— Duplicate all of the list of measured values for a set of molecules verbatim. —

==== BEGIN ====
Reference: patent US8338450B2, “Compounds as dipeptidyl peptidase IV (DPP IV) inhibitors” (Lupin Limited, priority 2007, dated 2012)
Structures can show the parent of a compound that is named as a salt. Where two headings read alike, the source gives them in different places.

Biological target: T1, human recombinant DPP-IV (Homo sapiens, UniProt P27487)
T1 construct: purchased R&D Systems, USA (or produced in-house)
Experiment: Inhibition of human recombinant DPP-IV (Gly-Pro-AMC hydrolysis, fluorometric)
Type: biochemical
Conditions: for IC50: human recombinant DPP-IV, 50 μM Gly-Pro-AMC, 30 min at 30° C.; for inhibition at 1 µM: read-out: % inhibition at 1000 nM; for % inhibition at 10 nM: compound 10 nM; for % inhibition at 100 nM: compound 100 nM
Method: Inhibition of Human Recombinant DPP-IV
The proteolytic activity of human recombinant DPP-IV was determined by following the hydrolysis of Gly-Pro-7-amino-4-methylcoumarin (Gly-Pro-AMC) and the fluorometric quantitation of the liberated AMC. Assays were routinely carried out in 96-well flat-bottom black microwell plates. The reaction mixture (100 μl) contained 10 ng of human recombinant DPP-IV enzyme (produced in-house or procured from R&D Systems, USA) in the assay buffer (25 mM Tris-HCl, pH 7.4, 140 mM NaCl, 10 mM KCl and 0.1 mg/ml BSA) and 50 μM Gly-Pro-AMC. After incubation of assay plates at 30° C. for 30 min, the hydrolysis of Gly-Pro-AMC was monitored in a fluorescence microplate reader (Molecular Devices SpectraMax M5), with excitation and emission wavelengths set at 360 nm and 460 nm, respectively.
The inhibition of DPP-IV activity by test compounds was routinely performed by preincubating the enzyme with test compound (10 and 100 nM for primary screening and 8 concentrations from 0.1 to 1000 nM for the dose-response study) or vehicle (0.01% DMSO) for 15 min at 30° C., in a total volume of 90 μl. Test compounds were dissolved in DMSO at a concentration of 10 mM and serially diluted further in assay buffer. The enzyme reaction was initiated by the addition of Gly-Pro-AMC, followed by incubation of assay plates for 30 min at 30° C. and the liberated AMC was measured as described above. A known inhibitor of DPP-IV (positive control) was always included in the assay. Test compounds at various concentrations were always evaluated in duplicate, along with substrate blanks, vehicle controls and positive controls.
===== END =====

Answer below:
Reference: patent US8338450B2, “Compounds as dipeptidyl peptidase IV (DPP IV) inhibitors” (Lupin Limited, priority 2007, dated 2012)
Structures can show the parent of a compound that is named as a salt. Where two headings read alike, the source gives them in different places.

Biological target: T1, human recombinant DPP-IV (Homo sapiens, UniProt P27487)
T1 construct: purchased R&D Systems, USA (or produced in-house)
Experiment: Inhibition of human recombinant DPP-IV (Gly-Pro-AMC hydrolysis, fluorometric)
Type: biochemical
Conditions: for IC50: human recombinant DPP-IV, 50 μM Gly-Pro-AMC, 30 min at 30° C.; for inhibition at 1 µM: read-out: % inhibition at 1000 nM; for % inhibition at 10 nM: compound 10 nM; for % inhibition at 100 nM: compound 100 nM
Method: Inhibition of Human Recombinant DPP-IV
The proteolytic activity of human recombinant DPP-IV was determined by following the hydrolysis of Gly-Pro-7-amino-4-methylcoumarin (Gly-Pro-AMC) and the fluorometric quantitation of the liberated AMC. Assays were routinely carried out in 96-well flat-bottom black microwell plates. The reaction mixture (100 μl) contained 10 ng of human recombinant DPP-IV enzyme (produced in-house or procured from R&D Systems, USA) in the assay buffer (25 mM Tris-HCl, pH 7.4, 140 mM NaCl, 10 mM KCl and 0.1 mg/ml BSA) and 50 μM Gly-Pro-AMC. After incubation of assay plates at 30° C. for 30 min, the hydrolysis of Gly-Pro-AMC was monitored in a fluorescence microplate reader (Molecular Devices SpectraMax M5), with excitation and emission wavelengths set at 360 nm and 460 nm, respectively.
The inhibition of DPP-IV activity by test compounds was routinely performed by preincubating the enzyme with test compound (10 and 100 nM for primary screening and 8 concentrations from 0.1 to 1000 nM for the dose-response study) or vehicle (0.01% DMSO) for 15 min at 30° C., in a total volume of 90 μl. Test compounds were dissolved in DMSO at a concentration of 10 mM and serially diluted further in assay buffer. The enzyme reaction was initiated by the addition of Gly-Pro-AMC, followed by incubation of assay plates for 30 min at 30° C. and the liberated AMC was measured as described above. A known inhibitor of DPP-IV (positive control) was always included in the assay. Test compounds at various concentrations were always evaluated in duplicate, along with substrate blanks, vehicle controls and positive controls.